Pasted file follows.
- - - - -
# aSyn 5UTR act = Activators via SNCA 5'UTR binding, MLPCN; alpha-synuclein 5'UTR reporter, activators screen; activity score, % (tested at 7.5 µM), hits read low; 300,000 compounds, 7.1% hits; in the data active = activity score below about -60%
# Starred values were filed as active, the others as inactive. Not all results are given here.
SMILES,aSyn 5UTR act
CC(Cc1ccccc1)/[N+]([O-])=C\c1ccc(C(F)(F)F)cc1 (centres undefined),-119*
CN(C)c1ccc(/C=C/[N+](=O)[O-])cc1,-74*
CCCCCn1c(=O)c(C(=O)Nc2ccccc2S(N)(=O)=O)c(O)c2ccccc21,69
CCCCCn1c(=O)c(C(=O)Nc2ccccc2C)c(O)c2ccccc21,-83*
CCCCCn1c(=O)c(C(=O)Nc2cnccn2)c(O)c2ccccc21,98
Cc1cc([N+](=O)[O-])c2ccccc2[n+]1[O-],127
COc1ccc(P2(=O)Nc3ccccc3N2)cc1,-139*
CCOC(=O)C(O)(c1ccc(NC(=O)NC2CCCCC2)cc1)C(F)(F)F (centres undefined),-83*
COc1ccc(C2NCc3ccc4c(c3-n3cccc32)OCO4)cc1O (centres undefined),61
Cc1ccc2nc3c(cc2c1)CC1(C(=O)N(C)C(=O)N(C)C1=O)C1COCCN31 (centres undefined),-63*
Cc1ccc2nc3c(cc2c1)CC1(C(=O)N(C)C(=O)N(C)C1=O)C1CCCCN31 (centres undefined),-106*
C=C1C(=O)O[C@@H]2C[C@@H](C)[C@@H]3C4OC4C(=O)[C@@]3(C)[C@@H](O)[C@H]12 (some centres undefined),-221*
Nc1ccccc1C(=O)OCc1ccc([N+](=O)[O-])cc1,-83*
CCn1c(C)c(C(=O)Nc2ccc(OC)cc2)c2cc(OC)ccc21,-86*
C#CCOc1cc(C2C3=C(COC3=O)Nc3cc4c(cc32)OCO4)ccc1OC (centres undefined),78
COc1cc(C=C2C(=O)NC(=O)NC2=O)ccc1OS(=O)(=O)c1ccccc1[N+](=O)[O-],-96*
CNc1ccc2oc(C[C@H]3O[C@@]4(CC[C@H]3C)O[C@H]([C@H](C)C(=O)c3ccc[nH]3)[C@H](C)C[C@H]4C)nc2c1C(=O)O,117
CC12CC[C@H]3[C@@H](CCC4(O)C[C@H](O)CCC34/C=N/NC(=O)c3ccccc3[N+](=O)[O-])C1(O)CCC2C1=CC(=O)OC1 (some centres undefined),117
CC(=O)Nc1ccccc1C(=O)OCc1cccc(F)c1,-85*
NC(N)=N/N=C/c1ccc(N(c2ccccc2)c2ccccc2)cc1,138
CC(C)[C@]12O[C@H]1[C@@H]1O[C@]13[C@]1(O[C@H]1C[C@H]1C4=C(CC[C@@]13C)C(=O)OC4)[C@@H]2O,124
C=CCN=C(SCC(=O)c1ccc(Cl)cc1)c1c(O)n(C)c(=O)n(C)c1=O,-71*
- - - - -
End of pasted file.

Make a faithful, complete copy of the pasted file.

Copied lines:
# aSyn 5UTR act = Activators via SNCA 5'UTR binding, MLPCN; alpha-synuclein 5'UTR reporter, activators screen; activity score, % (tested at 7.5 µM), hits read low; 300,000 compounds, 7.1% hits; in the data active = activity score below about -60%
# Starred values were filed as active, the others as inactive. Not all results are given here.
SMILES,aSyn 5UTR act
CC(Cc1ccccc1)/[N+]([O-])=C\c1ccc(C(F)(F)F)cc1 (centres undefined),-119*
CN(C)c1ccc(/C=C/[N+](=O)[O-])cc1,-74*
CCCCCn1c(=O)c(C(=O)Nc2ccccc2S(N)(=O)=O)c(O)c2ccccc21,69
CCCCCn1c(=O)c(C(=O)Nc2ccccc2C)c(O)c2ccccc21,-83*
CCCCCn1c(=O)c(C(=O)Nc2cnccn2)c(O)c2ccccc21,98
Cc1cc([N+](=O)[O-])c2ccccc2[n+]1[O-],127
COc1ccc(P2(=O)Nc3ccccc3N2)cc1,-139*
CCOC(=O)C(O)(c1ccc(NC(=O)NC2CCCCC2)cc1)C(F)(F)F (centres undefined),-83*
COc1ccc(C2NCc3ccc4c(c3-n3cccc32)OCO4)cc1O (centres undefined),61
Cc1ccc2nc3c(cc2c1)CC1(C(=O)N(C)C(=O)N(C)C1=O)C1COCCN31 (centres undefined),-63*
Cc1ccc2nc3c(cc2c1)CC1(C(=O)N(C)C(=O)N(C)C1=O)C1CCCCN31 (centres undefined),-106*
C=C1C(=O)O[C@@H]2C[C@@H](C)[C@@H]3C4OC4C(=O)[C@@]3(C)[C@@H](O)[C@H]12 (some centres undefined),-221*
Nc1ccccc1C(=O)OCc1ccc([N+](=O)[O-])cc1,-83*
CCn1c(C)c(C(=O)Nc2ccc(OC)cc2)c2cc(OC)ccc21,-86*
C#CCOc1cc(C2C3=C(COC3=O)Nc3cc4c(cc32)OCO4)ccc1OC (centres undefined),78
COc1cc(C=C2C(=O)NC(=O)NC2=O)ccc1OS(=O)(=O)c1ccccc1[N+](=O)[O-],-96*
CNc1ccc2oc(C[C@H]3O[C@@]4(CC[C@H]3C)O[C@H]([C@H](C)C(=O)c3ccc[nH]3)[C@H](C)C[C@H]4C)nc2c1C(=O)O,117
CC12CC[C@H]3[C@@H](CCC4(O)C[C@H](O)CCC34/C=N/NC(=O)c3ccccc3[N+](=O)[O-])C1(O)CCC2C1=CC(=O)OC1 (some centres undefined),117
CC(=O)Nc1ccccc1C(=O)OCc1cccc(F)c1,-85*
NC(N)=N/N=C/c1ccc(N(c2ccccc2)c2ccccc2)cc1,138
CC(C)[C@]12O[C@H]1[C@@H]1O[C@]13[C@]1(O[C@H]1C[C@H]1C4=C(CC[C@@]13C)C(=O)OC4)[C@@H]2O,124
C=CCN=C(SCC(=O)c1ccc(Cl)cc1)c1c(O)n(C)c(=O)n(C)c1=O,-71*